Washington Square

by

Henry James

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Washington Square: Chapter 30 Summary & Analysis

Summary
Analysis
Catherine gives herself over to her grief; “it seemed to her that a mask had suddenly fallen” from Morris’s face. Nevertheless, she maintains her composure in front of the household, and she coldly refuses Aunt Penniman’s offers of explanation and help. Eventually Aunt Penniman bursts in on Catherine at an unexpected moment and tells her niece that she must be resigned to Morris’s “change of plans.” Catherine begs to know where Morris has gone, as he seems to have left town.
In light of these latest developments, Catherine finally sees Morris for what he really is—a flighty and unreliable coward who was preoccupied with her inheritance, not her well-being—and she is heartbroken. She no longer trusts Aunt Penniman, but she’s desperate to know where Morris has gone, and Aunt Penniman can’t long resist the temptation to be involved in Catherine’s affairs.
Themes
Loss and Idealization Theme Icon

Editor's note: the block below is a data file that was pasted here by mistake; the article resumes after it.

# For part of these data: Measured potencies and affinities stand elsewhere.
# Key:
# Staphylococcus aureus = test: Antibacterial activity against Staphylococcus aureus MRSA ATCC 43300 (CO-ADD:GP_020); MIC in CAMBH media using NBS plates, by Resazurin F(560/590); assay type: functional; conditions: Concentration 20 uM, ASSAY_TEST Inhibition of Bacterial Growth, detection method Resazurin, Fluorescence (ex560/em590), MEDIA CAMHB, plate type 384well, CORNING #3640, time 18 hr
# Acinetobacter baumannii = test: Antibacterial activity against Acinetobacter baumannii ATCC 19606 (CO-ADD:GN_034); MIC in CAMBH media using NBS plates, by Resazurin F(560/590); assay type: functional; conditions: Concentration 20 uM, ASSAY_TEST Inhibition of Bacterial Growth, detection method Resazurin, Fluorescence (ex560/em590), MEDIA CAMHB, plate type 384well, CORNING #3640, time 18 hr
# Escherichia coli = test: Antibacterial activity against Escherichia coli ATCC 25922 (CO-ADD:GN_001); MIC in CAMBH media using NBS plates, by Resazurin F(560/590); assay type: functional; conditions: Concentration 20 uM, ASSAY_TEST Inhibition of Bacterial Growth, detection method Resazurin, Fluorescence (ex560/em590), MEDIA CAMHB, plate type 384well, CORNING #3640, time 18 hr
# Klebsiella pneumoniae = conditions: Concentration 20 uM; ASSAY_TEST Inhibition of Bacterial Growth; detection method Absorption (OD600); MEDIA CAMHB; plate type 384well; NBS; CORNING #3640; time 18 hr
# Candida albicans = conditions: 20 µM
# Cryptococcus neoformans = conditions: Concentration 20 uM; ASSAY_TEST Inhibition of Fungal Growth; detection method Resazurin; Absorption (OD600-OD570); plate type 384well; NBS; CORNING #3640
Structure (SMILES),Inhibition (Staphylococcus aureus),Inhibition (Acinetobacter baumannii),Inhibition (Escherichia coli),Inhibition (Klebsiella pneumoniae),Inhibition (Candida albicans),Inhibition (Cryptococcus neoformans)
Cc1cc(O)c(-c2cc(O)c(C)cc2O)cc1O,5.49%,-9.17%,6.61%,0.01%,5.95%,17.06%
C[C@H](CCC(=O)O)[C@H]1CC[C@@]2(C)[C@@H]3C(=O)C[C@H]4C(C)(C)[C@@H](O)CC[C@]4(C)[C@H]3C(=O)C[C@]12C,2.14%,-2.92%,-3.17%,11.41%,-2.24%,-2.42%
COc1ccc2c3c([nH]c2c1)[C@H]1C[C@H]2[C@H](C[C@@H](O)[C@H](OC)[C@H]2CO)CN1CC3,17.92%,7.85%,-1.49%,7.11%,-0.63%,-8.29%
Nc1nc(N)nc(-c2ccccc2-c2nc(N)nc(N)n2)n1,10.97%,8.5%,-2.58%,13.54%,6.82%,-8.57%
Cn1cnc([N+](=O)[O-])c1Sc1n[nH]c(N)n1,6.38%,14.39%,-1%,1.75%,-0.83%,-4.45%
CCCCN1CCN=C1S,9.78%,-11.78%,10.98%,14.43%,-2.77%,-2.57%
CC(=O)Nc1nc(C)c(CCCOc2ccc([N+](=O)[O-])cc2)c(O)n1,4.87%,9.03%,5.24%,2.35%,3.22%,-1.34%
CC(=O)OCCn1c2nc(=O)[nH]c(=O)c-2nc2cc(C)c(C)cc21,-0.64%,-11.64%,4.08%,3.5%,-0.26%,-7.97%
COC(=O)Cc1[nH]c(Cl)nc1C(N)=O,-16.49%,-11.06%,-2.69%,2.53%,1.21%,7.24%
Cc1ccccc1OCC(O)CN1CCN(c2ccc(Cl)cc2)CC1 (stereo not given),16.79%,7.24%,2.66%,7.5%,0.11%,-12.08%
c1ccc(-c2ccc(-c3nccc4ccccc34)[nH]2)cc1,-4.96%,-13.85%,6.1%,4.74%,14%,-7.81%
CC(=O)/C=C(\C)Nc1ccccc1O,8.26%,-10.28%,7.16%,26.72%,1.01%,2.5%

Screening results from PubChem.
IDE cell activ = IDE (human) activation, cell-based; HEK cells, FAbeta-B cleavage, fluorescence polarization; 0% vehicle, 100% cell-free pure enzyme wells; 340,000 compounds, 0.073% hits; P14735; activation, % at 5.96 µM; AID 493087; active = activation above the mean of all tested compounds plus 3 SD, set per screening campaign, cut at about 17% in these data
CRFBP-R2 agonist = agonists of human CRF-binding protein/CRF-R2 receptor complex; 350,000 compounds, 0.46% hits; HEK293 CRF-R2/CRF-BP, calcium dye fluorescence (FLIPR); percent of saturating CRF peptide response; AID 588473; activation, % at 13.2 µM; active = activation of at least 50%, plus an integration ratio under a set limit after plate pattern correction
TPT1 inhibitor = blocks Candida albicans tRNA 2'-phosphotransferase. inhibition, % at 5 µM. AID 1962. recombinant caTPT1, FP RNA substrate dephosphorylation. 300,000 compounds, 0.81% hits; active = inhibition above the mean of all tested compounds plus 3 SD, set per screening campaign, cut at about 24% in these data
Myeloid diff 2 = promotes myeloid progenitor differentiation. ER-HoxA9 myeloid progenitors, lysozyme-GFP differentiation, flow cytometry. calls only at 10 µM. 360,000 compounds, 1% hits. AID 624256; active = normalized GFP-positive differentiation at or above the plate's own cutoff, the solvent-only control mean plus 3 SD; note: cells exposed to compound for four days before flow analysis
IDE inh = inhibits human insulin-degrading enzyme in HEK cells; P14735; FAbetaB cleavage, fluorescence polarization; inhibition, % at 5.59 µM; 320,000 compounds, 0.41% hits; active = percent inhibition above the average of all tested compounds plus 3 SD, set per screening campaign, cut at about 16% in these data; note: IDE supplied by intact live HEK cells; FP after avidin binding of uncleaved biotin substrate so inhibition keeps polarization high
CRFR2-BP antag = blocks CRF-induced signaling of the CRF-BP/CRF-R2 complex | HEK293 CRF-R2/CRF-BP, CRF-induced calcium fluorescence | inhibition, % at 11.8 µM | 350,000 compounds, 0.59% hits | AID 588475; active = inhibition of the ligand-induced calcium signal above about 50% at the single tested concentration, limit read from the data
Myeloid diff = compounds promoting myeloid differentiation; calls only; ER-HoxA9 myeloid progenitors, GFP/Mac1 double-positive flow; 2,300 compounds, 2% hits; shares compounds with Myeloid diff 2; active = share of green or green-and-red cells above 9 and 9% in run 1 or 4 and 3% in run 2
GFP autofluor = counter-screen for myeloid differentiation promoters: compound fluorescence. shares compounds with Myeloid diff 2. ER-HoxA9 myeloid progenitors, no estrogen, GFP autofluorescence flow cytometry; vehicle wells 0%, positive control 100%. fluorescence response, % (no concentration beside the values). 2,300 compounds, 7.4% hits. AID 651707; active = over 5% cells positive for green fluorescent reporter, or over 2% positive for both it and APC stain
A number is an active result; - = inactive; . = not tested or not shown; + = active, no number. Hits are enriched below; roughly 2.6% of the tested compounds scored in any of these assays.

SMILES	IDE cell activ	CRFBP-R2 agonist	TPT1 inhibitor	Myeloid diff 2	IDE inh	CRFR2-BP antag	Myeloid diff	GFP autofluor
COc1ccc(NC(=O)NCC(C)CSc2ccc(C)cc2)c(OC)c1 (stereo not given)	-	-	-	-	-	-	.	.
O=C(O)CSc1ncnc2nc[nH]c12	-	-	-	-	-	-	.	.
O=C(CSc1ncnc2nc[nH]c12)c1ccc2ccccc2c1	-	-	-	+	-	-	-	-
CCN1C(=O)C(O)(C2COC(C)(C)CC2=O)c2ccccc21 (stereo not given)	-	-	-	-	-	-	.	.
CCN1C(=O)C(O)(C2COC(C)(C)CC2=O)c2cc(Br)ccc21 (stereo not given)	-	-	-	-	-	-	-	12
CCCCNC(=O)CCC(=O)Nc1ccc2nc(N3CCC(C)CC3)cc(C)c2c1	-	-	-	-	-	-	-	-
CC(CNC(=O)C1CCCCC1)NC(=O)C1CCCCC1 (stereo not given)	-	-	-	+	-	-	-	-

Reason, Romanticism, and Blind Spots Theme Icon
When Aunt Penniman mentions something about a “separation,” Catherine suddenly realizes the full extent of her aunt’s “meddlesome folly,” and she unleashes her anger on Lavinia for coming between herself and Morris and spoiling everything. Not wanting to stay angry forever, she finally listens to her startled aunt’s explanations that Morris lacks the courage to hurt her and has only broken things off “for the present.”
While it’s difficult to guess whether Morris would have proven a more faithful suitor without Aunt Penniman’s interference, it’s also hard not to see Catherine’s cathartic outburst as justified. Aunt Penniman tries to cast Morris in the best possible light, again showing how much she’s come to identify with him over her own niece.
Themes
Gaining Independence Theme Icon
Loss and Idealization Theme Icon
Reason, Romanticism, and Blind Spots Theme Icon
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